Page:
Here are a few of our favorite garden centers in the Denver area:

Plum Creek Garden Market
With six locations across the Front Range, these seasonal pop-up markets are a trusted source for vegetables (more than 40 varieties of tomatoes and peppers!), perennials, and annuals. The knowledgeable staff will happily get into the nitty gritty of your garden situation to help set you up for success. Locations in Denver, Northfield, Erie, Golden, Castle Rock, and Littleton

Echter’s Nursery & Garden Center
A family business since 1959, Echter’s is a one of Colorado’s largest retail plant and nursery centers. It grows 80 percent of its annual plants on-site in Arvada and carries a huge selection of flowers. 5150 Garrison St., Arvada

Harlequin’s Gardens
It’s worth the drive to north Boulder to shop at this sustainable nursery and garden center, which specializes in Colorado-adapted plants (peruse the demonstration gardens, where owners Mikl Brawner and Eve Reshetnik Brawner have been testing unique plants since 1985). This is the place to shop for 100 percent organic, heirloom vegetable starters. 4795 N. 26th St., Boulder

City Floral Garden Center
This spacious Montclair nursery offers an extensive selection of vegetable starts grown at its own Golden greenhouse. If you’re in search of herbs for your garden, City Floral’s selection is unparalleled, with plenty of drought-tolerant and unique varieties. 1440 Kearney St.

Aspen Moon Farm
Located outside of Longmont, this nearly 100-acre biodynamic and certified organic farm sells its hardened-off starters at its on-site farm stand and at the Boulder and Longmont farmers’ markets. Depending on seasonal availability, expect everything from raspberry plants and herbs to greens and edible flowers. Aspen Moon also sells its own seeds, including drought-resistant heirloom grains such Turkey Red Winter Wheat and Red Fife Spring Wheat. For updates on plant availability, subscribe to its email list. 7927 Hygiene Rd., Longmont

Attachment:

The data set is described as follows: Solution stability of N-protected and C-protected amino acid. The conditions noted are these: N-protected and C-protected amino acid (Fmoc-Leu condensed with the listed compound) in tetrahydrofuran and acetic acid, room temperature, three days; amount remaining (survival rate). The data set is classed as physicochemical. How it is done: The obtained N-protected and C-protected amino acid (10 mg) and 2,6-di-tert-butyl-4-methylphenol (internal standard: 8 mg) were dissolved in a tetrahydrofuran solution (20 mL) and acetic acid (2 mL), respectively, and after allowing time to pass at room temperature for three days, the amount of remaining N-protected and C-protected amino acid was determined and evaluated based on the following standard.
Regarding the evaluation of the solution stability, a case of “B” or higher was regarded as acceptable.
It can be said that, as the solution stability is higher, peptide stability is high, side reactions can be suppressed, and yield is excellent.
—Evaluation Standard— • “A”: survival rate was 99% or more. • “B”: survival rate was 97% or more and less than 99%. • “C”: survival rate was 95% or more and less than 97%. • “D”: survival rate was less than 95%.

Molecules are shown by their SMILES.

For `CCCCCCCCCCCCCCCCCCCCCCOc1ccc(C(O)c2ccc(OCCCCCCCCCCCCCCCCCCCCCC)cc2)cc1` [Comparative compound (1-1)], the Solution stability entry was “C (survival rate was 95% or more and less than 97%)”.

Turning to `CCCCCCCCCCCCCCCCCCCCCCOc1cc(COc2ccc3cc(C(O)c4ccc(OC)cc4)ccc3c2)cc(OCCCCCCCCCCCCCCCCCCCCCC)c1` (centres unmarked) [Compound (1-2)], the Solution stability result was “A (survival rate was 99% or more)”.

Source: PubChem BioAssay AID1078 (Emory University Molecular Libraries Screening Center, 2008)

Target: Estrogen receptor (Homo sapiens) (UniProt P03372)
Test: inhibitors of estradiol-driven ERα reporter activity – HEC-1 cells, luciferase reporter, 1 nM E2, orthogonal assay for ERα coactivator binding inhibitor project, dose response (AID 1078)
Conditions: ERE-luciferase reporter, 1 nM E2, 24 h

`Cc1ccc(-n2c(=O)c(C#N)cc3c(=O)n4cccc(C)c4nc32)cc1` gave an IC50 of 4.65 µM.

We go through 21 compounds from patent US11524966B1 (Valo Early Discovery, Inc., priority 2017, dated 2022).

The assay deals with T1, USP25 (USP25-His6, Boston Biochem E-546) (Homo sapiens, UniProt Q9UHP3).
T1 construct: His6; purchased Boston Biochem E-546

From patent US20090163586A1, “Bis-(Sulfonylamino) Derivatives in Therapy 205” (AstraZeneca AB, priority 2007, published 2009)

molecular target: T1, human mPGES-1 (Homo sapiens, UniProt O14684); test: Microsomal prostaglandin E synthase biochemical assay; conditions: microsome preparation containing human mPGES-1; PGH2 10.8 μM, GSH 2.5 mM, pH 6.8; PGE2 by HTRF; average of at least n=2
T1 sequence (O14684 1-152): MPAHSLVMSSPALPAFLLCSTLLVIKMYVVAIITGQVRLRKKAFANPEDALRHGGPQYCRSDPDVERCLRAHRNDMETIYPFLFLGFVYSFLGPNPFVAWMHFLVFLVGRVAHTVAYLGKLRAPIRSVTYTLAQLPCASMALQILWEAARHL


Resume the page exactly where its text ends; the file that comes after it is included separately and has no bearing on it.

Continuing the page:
Nick’s Garden Center & Farmers Market
Family owned and operated since 1987, this Aurora market is a one-stop-shop for all your gardening needs. You’ll find just about every vegetable and fruit variety here, and the website’s handy plant finder tool makes it easy to plan out your garden in advance. 2001 S. Chambers Rd, Aurora

Finding Nectar Nursery
Want to ensure your flowering plants are bee-, butterfly-, moth-, and bat-friendly? Shop at this west Arvada nursery, which was founded in 2021 with the goal of supporting Colorado pollinators. The nursery reopens for spring on April 15 with a wide selection of flowers and herbs, plus Pollinator Garden kits that make designing a beautiful and sustainable garden easy. 15550 Highway 72, Arvada

Jensen’s Flower and Garden
This second-generation, family-owned Lakewood outfit grows its own vegetable and herb starters at its Golden greenhouses, meaning they are already well adapted to survive volatile Colorado weather. 845 Wadsworth Blvd., Lakewood

Tagawa Gardens
The Tagawa family has been operating gardens at this location since 1978. From cool weather crops in early spring to seed garlic bulbs in the fall, Tagawa curates the best varieties for Colorado’s growing environment. In the summer, peruse 150 tomato varieties, 78 pepper varieties, and more than 100 types of herb plants. 7711 S. Parker Road, Centennial

Denver Botanic Gardens Spring Plant Sale
Mark your calendar and bring your own wagon or wheelbarrow for this annual event taking place on Friday, May 12, and Saturday, May 13, at the Botanic Gardens. While the sales include everything from perennials to local seeds, you can also stock up on fruits like berries and plenty of unique vegetables grown from Colorado nurseries, including heirloom Martha Washington asparagus, Armenian cucumbers, and super verde tomatillos. Look for the full plant catalogue on the Botanic Gardens’ website in early May. Admission is free, but reservations are required to enter and capacity often fills up.

Read More About Gardening in Colorado

Colorado Farmers Answer 6 Common Gardening Questions
Everything You Need to Know About Keeping Houseplants Alive in Colorado 

Callie Sumlin
Callie Sumlin
Callie Sumlin is a writer living in Westminster, and has been covering food and sustainability in the Centennial State for more than five years.